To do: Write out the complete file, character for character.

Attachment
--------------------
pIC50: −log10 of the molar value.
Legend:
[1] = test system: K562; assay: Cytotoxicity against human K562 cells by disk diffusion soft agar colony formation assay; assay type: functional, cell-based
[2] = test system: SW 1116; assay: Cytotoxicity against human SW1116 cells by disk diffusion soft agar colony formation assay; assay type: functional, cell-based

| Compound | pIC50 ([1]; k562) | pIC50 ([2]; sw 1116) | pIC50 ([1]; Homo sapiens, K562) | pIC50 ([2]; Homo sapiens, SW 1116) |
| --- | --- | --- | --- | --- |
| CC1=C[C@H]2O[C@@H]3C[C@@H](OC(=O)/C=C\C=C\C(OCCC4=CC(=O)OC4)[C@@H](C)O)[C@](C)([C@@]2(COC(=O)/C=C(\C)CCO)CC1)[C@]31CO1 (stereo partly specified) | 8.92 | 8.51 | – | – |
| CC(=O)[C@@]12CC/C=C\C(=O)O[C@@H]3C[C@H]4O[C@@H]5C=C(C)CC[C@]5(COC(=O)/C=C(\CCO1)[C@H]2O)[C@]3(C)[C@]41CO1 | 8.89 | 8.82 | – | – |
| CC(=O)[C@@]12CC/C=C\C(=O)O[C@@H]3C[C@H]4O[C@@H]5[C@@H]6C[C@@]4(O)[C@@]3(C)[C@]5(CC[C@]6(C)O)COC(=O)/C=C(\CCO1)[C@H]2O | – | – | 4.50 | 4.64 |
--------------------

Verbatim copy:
pIC50: −log10 of the molar value.
Legend:
[1] = test system: K562; assay: Cytotoxicity against human K562 cells by disk diffusion soft agar colony formation assay; assay type: functional, cell-based
[2] = test system: SW 1116; assay: Cytotoxicity against human SW1116 cells by disk diffusion soft agar colony formation assay; assay type: functional, cell-based

| Compound | pIC50 ([1]; k562) | pIC50 ([2]; sw 1116) | pIC50 ([1]; Homo sapiens, K562) | pIC50 ([2]; Homo sapiens, SW 1116) |
| --- | --- | --- | --- | --- |
| CC1=C[C@H]2O[C@@H]3C[C@@H](OC(=O)/C=C\C=C\C(OCCC4=CC(=O)OC4)[C@@H](C)O)[C@](C)([C@@]2(COC(=O)/C=C(\C)CCO)CC1)[C@]31CO1 (stereo partly specified) | 8.92 | 8.51 | – | – |
| CC(=O)[C@@]12CC/C=C\C(=O)O[C@@H]3C[C@H]4O[C@@H]5C=C(C)CC[C@]5(COC(=O)/C=C(\CCO1)[C@H]2O)[C@]3(C)[C@]41CO1 | 8.89 | 8.82 | – | – |
| CC(=O)[C@@]12CC/C=C\C(=O)O[C@@H]3C[C@H]4O[C@@H]5[C@@H]6C[C@@]4(O)[C@@]3(C)[C@]5(CC[C@]6(C)O)COC(=O)/C=C(\CCO1)[C@H]2O | – | – | 4.50 | 4.64 |